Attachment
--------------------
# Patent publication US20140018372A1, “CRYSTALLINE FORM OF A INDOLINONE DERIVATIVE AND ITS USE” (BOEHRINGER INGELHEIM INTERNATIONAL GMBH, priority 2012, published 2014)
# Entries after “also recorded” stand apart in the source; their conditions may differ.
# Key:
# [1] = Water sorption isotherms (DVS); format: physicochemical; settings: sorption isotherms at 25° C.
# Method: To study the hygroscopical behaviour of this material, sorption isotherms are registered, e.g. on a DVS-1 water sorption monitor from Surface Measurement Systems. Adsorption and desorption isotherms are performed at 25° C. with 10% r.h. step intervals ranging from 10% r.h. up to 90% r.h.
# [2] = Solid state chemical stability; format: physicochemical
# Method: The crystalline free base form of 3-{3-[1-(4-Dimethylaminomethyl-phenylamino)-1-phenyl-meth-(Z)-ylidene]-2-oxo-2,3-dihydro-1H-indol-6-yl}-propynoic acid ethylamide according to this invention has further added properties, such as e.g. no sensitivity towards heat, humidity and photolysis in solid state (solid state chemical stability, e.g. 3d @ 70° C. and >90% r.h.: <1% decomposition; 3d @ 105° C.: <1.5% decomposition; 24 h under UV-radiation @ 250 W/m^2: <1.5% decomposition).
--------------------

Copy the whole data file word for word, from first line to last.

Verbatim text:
# Patent publication US20140018372A1, “CRYSTALLINE FORM OF A INDOLINONE DERIVATIVE AND ITS USE” (BOEHRINGER INGELHEIM INTERNATIONAL GMBH, priority 2012, published 2014)
# Entries after “also recorded” stand apart in the source; their conditions may differ.
# Key:
# [1] = Water sorption isotherms (DVS); format: physicochemical; settings: sorption isotherms at 25° C.
# Method: To study the hygroscopical behaviour of this material, sorption isotherms are registered, e.g. on a DVS-1 water sorption monitor from Surface Measurement Systems. Adsorption and desorption isotherms are performed at 25° C. with 10% r.h. step intervals ranging from 10% r.h. up to 90% r.h.
# [2] = Solid state chemical stability; format: physicochemical
# Method: The crystalline free base form of 3-{3-[1-(4-Dimethylaminomethyl-phenylamino)-1-phenyl-meth-(Z)-ylidene]-2-oxo-2,3-dihydro-1H-indol-6-yl}-propynoic acid ethylamide according to this invention has further added properties, such as e.g. no sensitivity towards heat, humidity and photolysis in solid state (solid state chemical stability, e.g. 3d @ 70° C. and >90% r.h.: <1% decomposition; 3d @ 105° C.: <1.5% decomposition; 24 h under UV-radiation @ 250 W/m^2: <1.5% decomposition).